My daughter ,Veronica, had already introduced me to the original Cronut, created by Dominique Ansel, but it didn’t impress me. But then, it was frozen overnight, as a thoughtful gift of love, (well, she had to get up early to stand in line for it) so it was not a fair verdict. (more…)
With all the time I spend in Flushing it’s hard to believe that it’s taken me this long to patronize Paris Baguette. I am somewhat ashamed to admit that it was the Korean bakery’s Cronut knockoff that finally lured me across the threshold.
“You can’t take pictures here,” said a beret wearing young man dressed in a striped shirt more commonly seen on French mimes. “Discover the dessert that’s taking over Manhattan,” read a sign above the croissant-doughnut hybrids. “Decadent and yummy,” it continued. I don’t often succumb to the lures of food faddery, but Cronut curiosity got the best of me. There is no way in hell I am waiting on line at 5 a.m. outside of Dominique Ansel for any pastry, no matter how hyperbolically delicious. So I considered getting one of Paris Baguette’s Croissant Donuts ($3.50) to be the next best thing. It was indeed “decadent and yummy,” topped with lemon zest and filled with a vanilla cream. (more…)
As a habitué of Japanese eateries I am familiar with the word age, meaning fried, as in kara age, or fried chicken. For about a year I’ve been meaning to try the age ice ($2.99) from Japadog, the Japanese hot dog shop on Saint Marks Place. Thankfully it is not the same thing as the fried ice cream one finds at certain South of the Border restaurant chains. It is instead “ice cream with fried buns,” which resemble hot dog rolls in their shape and size. Three scoops of your choice vanilla, green tea, strawberry or black sesame are cradled in the bread. You could call it a cold dog, but that’s not entirely accurate, so age ice it is.
“Think of it like a donut,” the kid behind the counter said as he made my age ice kurogoma, black sesame ice cream sandwich. After the requisite photo frenzy I dug in. The bun’s glaze had some texture to it thanks to a crunchy coating of sugar. The combination of the cool ice cream and the warm fluffy donut was simply delightful. It was way better than the donut sandwich I had last week. Fueled by a sugar rush I envisioned a warm pretzel bun cradling a savory meat-based frozen confection. Do you feel me OddFellows?
Sandwiches so large, so ungainly, so messy that I have to remove my watch are among my favorites. In all the time I’ve been writing about sandwiches I’ve rarely, if ever, had thought, “I am glad that sandwich was so small.” Sadly that very thought crossed my mind this morning. It occurred moments after my last bite of the Dunkin’ Donuts Glazed Breakfast Sandwich.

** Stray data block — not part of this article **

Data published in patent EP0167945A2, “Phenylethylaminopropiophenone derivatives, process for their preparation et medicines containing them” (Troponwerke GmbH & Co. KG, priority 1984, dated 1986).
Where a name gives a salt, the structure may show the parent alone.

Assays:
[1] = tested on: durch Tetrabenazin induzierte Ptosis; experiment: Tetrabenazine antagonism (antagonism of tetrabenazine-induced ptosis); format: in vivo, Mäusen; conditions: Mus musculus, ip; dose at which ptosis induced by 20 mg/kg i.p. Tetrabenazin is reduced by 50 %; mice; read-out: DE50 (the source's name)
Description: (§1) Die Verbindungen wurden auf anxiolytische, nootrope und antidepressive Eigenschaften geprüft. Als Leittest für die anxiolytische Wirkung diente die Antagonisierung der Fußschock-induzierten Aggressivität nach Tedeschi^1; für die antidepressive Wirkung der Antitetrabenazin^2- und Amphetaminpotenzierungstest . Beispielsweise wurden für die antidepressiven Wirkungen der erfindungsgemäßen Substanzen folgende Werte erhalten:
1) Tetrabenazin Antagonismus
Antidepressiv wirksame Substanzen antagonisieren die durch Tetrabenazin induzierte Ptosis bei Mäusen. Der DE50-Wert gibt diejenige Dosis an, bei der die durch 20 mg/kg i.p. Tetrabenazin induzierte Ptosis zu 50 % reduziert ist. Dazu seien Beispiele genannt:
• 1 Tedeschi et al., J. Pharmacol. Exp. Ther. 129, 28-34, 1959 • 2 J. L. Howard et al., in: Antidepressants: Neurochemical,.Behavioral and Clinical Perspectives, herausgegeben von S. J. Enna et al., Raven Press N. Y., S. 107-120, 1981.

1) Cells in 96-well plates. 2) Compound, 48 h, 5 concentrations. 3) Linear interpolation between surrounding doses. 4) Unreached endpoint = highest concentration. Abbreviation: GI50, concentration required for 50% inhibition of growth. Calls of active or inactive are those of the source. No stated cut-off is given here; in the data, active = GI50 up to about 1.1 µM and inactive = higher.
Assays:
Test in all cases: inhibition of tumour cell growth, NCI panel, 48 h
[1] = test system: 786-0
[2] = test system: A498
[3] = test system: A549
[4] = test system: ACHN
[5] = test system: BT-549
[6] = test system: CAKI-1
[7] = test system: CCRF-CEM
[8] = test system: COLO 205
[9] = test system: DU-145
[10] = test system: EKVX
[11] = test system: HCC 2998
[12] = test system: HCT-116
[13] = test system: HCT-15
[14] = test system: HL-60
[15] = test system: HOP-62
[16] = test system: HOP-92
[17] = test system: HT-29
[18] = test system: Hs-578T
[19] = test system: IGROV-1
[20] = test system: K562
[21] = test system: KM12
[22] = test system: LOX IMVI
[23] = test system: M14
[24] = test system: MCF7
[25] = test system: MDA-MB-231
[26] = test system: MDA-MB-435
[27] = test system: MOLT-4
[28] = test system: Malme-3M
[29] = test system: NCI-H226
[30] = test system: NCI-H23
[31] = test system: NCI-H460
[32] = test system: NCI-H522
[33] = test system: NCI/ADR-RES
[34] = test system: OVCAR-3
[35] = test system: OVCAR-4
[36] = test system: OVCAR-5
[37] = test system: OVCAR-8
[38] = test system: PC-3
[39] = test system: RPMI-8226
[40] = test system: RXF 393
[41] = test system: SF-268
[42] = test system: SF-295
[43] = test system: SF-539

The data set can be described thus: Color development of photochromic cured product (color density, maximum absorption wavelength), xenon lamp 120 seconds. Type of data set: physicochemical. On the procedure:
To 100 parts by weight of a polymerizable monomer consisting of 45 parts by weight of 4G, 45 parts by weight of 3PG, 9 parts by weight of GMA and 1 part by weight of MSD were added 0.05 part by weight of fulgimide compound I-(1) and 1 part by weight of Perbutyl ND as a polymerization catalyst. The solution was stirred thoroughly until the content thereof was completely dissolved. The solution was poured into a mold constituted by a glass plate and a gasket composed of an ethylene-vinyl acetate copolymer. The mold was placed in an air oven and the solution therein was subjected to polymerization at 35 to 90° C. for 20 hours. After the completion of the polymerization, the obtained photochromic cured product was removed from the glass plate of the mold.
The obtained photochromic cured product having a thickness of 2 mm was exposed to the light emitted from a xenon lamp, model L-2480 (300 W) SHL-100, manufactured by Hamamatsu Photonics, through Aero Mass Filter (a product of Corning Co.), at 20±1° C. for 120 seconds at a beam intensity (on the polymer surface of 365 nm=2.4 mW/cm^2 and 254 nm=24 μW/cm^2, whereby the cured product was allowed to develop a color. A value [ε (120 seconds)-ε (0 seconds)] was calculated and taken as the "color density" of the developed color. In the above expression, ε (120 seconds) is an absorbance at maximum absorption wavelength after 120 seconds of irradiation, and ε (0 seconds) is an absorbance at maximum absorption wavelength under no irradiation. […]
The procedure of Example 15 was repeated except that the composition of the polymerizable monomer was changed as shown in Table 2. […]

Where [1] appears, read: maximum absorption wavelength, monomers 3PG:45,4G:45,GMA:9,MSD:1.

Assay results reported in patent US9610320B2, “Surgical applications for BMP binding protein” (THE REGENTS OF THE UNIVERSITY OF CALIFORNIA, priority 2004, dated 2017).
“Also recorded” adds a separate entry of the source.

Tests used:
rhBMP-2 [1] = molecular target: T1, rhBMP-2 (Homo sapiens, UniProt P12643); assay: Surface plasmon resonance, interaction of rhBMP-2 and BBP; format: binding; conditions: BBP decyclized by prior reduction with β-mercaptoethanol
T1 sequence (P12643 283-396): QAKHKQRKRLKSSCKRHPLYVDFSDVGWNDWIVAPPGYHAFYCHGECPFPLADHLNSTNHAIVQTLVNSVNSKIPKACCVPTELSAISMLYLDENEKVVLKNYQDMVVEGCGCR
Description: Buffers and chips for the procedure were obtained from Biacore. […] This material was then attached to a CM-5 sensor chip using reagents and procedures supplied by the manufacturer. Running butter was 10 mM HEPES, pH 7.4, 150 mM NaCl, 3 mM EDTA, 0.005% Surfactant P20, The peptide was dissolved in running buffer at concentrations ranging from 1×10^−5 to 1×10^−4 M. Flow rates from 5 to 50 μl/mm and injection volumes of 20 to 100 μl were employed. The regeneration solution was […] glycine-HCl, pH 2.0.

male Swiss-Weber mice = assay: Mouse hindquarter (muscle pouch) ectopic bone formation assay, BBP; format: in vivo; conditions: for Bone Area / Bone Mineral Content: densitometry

Ever since I read about this purported breakfast treat breathlessly described on the Dunkin’ Donuts web site as “pure deliciousness,” I’ve wanted to try it. Two days after its launch on National Donut Day I popped into my local Dunkin’ at around 9 p.m. to ask if they had the sandwich. “Yes, we have it,” the clerk said excitedly, “but we don’t have the donuts.” (more…)
Just some of the dozen donuts on offer at at Zoom.
PLEASE NOTE THIS RESTAURANT IS CLOSED
The bite-size donuts above come in a dozen flavors: cappuccino, coconut, M&M, cheese, green tea, and almond to name a few. Despite appearances the tiny treats come neither from a bake sale nor from a hipster pastry chef. Zoom Mini Donuts are the brainchild of Chef Dewi of Java Village, one of my favorite Indonesian restaurants. Her steam table joint at the northern end of Queens’ second smaller Chinatown in Elmhurst has tons of great grub, including bubur ayam, a kicked up fried chicken congee that makes for a great breakfast. Java Village has always had a staggering array of desserts, including several cakes hued with the day-glo green of pandan. It was Dewi’s lineup of cakes, and yes donuts, including the cheese covered kue donat, that made me realize there’s so much more to Indonesian sweets than just shaved ice.
A few months ago Dewi added the Zoom Mini Donut window, which also sells coffee and tea, to the front of her shop. The dessert counter inside the restaurant no longer has the larger donuts. Some would see that as a loss, but I think it’s more fun to try several donuts rather than make the calorific commitment to one huge one. Like those cakes each Lilliputian treat is also made with pandan lending the innards a greenish hue and a subtle aroma and flavor. Think of Zoom as Javanese Java and donut pop-up. It’s only a matter of time before the cops show up for coffee and donuts.